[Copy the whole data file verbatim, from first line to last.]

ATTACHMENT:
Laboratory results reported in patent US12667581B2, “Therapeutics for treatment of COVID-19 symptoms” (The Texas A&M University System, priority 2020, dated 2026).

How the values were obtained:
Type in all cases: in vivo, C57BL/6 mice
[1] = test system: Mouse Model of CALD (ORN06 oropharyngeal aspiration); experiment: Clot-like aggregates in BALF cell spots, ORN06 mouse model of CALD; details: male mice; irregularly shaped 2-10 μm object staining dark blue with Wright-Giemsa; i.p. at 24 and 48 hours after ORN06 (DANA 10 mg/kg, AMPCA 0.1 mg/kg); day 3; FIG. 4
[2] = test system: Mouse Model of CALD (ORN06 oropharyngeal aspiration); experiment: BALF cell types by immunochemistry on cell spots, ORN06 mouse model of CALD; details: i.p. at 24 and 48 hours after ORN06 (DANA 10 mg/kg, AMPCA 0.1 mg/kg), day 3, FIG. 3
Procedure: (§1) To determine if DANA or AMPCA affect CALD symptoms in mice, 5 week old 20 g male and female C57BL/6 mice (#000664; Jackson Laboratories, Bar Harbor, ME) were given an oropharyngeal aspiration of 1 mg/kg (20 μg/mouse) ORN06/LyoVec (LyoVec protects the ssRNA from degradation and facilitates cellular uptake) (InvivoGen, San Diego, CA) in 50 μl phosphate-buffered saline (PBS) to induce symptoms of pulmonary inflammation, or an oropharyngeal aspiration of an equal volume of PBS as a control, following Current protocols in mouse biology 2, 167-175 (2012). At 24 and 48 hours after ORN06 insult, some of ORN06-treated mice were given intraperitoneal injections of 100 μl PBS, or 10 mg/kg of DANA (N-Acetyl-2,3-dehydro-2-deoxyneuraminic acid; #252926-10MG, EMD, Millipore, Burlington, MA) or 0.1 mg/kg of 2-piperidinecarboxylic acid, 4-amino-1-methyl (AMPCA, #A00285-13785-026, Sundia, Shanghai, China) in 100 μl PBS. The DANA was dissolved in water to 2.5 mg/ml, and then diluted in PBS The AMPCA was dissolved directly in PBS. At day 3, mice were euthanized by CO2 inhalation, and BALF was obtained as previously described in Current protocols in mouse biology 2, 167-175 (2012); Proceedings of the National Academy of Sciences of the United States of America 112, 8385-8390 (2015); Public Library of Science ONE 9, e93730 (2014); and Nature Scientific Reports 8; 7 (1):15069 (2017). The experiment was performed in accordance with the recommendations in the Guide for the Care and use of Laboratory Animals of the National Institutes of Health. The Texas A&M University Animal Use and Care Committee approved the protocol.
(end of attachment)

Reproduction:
Laboratory results reported in patent US12667581B2, “Therapeutics for treatment of COVID-19 symptoms” (The Texas A&M University System, priority 2020, dated 2026).

How the values were obtained:
Type in all cases: in vivo, C57BL/6 mice
[1] = test system: Mouse Model of CALD (ORN06 oropharyngeal aspiration); experiment: Clot-like aggregates in BALF cell spots, ORN06 mouse model of CALD; details: male mice; irregularly shaped 2-10 μm object staining dark blue with Wright-Giemsa; i.p. at 24 and 48 hours after ORN06 (DANA 10 mg/kg, AMPCA 0.1 mg/kg); day 3; FIG. 4
[2] = test system: Mouse Model of CALD (ORN06 oropharyngeal aspiration); experiment: BALF cell types by immunochemistry on cell spots, ORN06 mouse model of CALD; details: i.p. at 24 and 48 hours after ORN06 (DANA 10 mg/kg, AMPCA 0.1 mg/kg), day 3, FIG. 3
Procedure: (§1) To determine if DANA or AMPCA affect CALD symptoms in mice, 5 week old 20 g male and female C57BL/6 mice (#000664; Jackson Laboratories, Bar Harbor, ME) were given an oropharyngeal aspiration of 1 mg/kg (20 μg/mouse) ORN06/LyoVec (LyoVec protects the ssRNA from degradation and facilitates cellular uptake) (InvivoGen, San Diego, CA) in 50 μl phosphate-buffered saline (PBS) to induce symptoms of pulmonary inflammation, or an oropharyngeal aspiration of an equal volume of PBS as a control, following Current protocols in mouse biology 2, 167-175 (2012). At 24 and 48 hours after ORN06 insult, some of ORN06-treated mice were given intraperitoneal injections of 100 μl PBS, or 10 mg/kg of DANA (N-Acetyl-2,3-dehydro-2-deoxyneuraminic acid; #252926-10MG, EMD, Millipore, Burlington, MA) or 0.1 mg/kg of 2-piperidinecarboxylic acid, 4-amino-1-methyl (AMPCA, #A00285-13785-026, Sundia, Shanghai, China) in 100 μl PBS. The DANA was dissolved in water to 2.5 mg/ml, and then diluted in PBS The AMPCA was dissolved directly in PBS. At day 3, mice were euthanized by CO2 inhalation, and BALF was obtained as previously described in Current protocols in mouse biology 2, 167-175 (2012); Proceedings of the National Academy of Sciences of the United States of America 112, 8385-8390 (2015); Public Library of Science ONE 9, e93730 (2014); and Nature Scientific Reports 8; 7 (1):15069 (2017). The experiment was performed in accordance with the recommendations in the Guide for the Care and use of Laboratory Animals of the National Institutes of Health. The Texas A&M University Animal Use and Care Committee approved the protocol.